Daily Labor Report®

GrubHub May Face Calif. High Court Employee Test

May 1, 2018, 8:10 PM

The California Supreme Court’s new test for whether someone is an employee or independent contractor may first be applied in a lawsuit against GrubHub Inc.

Former food delivery driver Raef Lawson “will be moving for remand in the GrubHub case,” his lawyer, Shannon Liss Riordan, told Bloomberg Law. Lawson’s case is on appeal after he lost a lawsuit in February alleging the company misclassified him. He would have been entitled to overtime and business expense reimbursement if GrubHub had correctly classified him as an employee, he said.

Lawson would have several options that may put him on a path toward having his case decided under the revised standard, such as asking the court to hold a new trial.

“We are aware of the ruling by the California Supreme Court,” GrubHub said in a statement emailed to Bloomberg Law. “Because we are currently involved in the appeals process of Lawson v Grubhub, we cannot provide further comment other than to reiterate we are satisfied with the District Court’s decision in that case, and will continue to ensure delivery partners can take advantage of the flexibility they value from working with our company.”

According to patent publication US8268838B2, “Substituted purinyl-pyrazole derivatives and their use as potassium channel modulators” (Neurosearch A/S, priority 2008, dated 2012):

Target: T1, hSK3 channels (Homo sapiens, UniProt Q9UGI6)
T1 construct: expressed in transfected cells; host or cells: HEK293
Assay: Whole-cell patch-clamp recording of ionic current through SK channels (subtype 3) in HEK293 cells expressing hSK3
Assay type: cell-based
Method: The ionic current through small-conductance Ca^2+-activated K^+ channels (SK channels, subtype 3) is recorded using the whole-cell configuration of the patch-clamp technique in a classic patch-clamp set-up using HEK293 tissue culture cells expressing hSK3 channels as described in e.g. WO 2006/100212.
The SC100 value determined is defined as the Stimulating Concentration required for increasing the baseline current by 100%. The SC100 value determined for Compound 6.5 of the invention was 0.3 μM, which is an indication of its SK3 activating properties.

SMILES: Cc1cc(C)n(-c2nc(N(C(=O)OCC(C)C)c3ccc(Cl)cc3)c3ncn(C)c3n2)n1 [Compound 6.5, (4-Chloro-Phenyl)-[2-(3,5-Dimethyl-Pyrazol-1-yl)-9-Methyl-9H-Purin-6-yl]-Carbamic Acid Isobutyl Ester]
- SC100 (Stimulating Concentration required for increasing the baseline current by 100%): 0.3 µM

The California Supreme Court April 30 said the correct test for classifying an employee under state pay law is the three-factor “ABC” test. Employee status is presumed unless the company can prove (A) the worker is free from its control, (B) the work is outside the company’s usual business, and (C) the worker is engaged in an independently established business operation. The old test weighed about a dozen factors, none of them an automatic disqualifier.

Tech Company or Ride Service?

The ABC test may seem to make it harder for companies to classify workers as independent contractors, but gig economy giants such as Uber Technologies Inc. and Lyft Inc. have defeated misclassification claims in part because they integrate aspects of the test in their workforce arrangements, Todd Lebowitz, a partner in Baker & Hostetler LLP’s Cleveland office, told Bloomberg Law by email.

“In every case filed against the ride sharing companies, their defense is built around the concept that they are a technology platform, not a ride company,” Lebowitz, who specializes in employment classification disputes, said. “That defense is even built into Uber’s corporate name, Uber Technologies. The concept is that they provide a platform for independent contractor drivers to use to run their own, individual businesses.”

Lyft and Uber may have a reputation as transportation companies, but they’ll say that their service is connecting riders with drivers who provide transportation services, Lebowitz said. This is how they’d argue that the worker provides a service different from the company’s, he said.

The case is Lawson v. GrubHub Inc., 9th Cir., No. 18-15386.

To contact the reporter on this story: Jon Steingart in Washington at jsteingart@bloomberglaw.com

To contact the editor responsible for this story: Terence Hyland at thyland@bloomberglaw.com

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